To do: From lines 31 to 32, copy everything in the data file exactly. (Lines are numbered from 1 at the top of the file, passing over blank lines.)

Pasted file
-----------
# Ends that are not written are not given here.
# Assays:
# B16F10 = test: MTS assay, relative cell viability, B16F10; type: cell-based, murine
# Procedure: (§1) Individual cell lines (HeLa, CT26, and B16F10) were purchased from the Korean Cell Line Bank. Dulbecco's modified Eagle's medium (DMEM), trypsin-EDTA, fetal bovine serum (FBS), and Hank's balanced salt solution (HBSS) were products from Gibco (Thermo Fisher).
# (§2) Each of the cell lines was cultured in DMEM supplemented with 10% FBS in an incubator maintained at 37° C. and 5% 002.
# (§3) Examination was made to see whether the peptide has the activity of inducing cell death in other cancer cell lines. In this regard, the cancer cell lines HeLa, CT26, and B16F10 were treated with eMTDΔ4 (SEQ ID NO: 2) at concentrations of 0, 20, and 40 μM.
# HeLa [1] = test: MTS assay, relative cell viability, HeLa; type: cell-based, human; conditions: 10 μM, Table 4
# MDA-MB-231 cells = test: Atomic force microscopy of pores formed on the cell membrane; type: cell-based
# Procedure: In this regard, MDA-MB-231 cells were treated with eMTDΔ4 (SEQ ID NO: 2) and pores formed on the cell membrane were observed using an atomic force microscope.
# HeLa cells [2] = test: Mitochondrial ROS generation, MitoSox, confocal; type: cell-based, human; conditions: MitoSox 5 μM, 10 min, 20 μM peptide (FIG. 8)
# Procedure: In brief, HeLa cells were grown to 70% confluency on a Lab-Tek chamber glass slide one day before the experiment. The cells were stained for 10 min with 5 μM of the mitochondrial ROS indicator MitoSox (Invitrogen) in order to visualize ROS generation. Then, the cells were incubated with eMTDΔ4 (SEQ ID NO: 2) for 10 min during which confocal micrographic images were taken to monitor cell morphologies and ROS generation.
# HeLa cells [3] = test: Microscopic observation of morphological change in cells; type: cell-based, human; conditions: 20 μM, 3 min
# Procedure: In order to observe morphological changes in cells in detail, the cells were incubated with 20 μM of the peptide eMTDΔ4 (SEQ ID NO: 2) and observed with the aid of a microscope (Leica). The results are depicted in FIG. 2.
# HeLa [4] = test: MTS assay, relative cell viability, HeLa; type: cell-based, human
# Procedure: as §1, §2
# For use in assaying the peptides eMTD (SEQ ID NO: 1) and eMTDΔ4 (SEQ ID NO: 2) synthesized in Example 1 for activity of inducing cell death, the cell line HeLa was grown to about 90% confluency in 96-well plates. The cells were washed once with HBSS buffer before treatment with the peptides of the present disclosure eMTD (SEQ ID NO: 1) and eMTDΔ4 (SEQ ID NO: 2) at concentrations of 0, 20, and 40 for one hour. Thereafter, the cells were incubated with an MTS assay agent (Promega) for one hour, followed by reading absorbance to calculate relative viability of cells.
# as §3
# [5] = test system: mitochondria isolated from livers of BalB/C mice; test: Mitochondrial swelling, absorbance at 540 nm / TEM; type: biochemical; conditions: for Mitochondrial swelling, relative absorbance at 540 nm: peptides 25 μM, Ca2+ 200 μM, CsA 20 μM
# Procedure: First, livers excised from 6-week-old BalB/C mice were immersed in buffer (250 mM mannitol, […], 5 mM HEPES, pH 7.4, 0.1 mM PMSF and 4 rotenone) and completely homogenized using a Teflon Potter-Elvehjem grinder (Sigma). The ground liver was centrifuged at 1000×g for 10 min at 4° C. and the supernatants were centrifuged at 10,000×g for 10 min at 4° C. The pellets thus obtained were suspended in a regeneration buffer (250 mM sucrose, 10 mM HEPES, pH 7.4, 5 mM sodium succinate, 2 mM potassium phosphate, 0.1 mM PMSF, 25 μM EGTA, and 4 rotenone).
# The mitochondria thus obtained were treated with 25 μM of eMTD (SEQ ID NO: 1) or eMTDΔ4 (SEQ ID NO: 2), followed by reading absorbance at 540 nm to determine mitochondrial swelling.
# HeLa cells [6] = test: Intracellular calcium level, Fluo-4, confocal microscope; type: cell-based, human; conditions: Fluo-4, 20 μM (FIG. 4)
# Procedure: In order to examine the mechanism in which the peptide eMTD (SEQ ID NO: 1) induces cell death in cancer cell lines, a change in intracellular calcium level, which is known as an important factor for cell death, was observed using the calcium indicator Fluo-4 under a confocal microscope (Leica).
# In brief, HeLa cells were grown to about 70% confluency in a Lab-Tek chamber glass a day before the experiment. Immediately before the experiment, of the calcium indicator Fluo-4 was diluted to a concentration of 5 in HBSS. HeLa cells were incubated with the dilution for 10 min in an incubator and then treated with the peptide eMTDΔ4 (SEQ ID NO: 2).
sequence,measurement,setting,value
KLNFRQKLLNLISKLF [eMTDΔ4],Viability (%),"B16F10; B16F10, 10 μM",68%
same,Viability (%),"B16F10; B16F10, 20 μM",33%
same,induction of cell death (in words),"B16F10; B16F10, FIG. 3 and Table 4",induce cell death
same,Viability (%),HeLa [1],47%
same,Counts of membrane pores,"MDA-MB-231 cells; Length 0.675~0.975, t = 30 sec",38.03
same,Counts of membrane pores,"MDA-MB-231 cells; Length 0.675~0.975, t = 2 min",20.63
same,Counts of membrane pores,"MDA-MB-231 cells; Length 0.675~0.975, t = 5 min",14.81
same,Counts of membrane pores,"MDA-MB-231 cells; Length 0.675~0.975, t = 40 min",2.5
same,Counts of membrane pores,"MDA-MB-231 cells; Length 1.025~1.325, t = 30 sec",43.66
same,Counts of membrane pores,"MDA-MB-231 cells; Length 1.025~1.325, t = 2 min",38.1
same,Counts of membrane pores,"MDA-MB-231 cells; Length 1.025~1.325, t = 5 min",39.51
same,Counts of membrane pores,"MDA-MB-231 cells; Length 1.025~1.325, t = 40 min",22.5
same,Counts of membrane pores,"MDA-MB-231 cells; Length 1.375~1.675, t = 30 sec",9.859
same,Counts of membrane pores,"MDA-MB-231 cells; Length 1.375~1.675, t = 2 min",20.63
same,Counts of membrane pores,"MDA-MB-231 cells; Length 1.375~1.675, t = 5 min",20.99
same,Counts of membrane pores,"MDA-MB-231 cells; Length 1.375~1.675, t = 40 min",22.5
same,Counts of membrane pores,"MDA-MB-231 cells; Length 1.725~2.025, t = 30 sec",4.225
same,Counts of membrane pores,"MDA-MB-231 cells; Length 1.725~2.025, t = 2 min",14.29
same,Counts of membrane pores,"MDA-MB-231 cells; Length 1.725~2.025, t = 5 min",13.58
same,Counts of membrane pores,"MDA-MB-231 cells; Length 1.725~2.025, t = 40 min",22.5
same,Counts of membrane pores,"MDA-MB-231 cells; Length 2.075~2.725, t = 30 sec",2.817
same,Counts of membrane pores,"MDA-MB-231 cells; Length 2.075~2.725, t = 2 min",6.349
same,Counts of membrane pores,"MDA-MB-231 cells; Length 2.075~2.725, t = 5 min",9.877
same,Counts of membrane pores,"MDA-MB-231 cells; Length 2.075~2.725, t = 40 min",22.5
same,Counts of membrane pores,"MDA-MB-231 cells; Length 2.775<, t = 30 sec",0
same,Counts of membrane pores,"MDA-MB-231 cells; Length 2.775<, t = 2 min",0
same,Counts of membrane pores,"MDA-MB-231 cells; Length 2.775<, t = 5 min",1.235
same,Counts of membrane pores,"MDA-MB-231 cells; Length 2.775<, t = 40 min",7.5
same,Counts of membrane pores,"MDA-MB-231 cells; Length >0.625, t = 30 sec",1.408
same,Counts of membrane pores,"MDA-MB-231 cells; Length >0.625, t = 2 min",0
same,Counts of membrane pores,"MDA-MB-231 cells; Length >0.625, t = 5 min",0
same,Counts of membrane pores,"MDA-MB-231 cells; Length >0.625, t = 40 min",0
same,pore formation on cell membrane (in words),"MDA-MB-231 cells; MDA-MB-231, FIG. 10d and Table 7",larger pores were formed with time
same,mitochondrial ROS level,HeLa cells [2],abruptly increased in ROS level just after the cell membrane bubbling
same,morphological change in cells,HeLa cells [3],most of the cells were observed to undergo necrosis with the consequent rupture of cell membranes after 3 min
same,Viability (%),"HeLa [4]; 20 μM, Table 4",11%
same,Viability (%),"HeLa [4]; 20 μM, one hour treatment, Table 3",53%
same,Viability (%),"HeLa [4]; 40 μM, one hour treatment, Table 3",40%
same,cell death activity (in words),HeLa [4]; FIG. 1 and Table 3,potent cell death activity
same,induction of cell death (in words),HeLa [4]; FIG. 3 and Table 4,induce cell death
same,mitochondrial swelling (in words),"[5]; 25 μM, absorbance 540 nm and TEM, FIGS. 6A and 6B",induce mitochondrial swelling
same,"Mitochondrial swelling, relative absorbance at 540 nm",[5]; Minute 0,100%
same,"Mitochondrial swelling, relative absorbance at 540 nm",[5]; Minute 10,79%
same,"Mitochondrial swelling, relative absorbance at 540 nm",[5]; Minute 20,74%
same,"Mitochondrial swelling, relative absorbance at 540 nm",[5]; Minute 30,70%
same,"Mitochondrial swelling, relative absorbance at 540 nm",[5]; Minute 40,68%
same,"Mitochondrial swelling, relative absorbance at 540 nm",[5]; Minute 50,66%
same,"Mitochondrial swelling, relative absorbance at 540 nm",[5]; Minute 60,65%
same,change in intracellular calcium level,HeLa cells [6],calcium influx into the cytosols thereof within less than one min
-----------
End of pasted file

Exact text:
same,Counts of membrane pores,"MDA-MB-231 cells; Length 0.675~0.975, t = 5 min",14.81
same,Counts of membrane pores,"MDA-MB-231 cells; Length 0.675~0.975, t = 40 min",2.5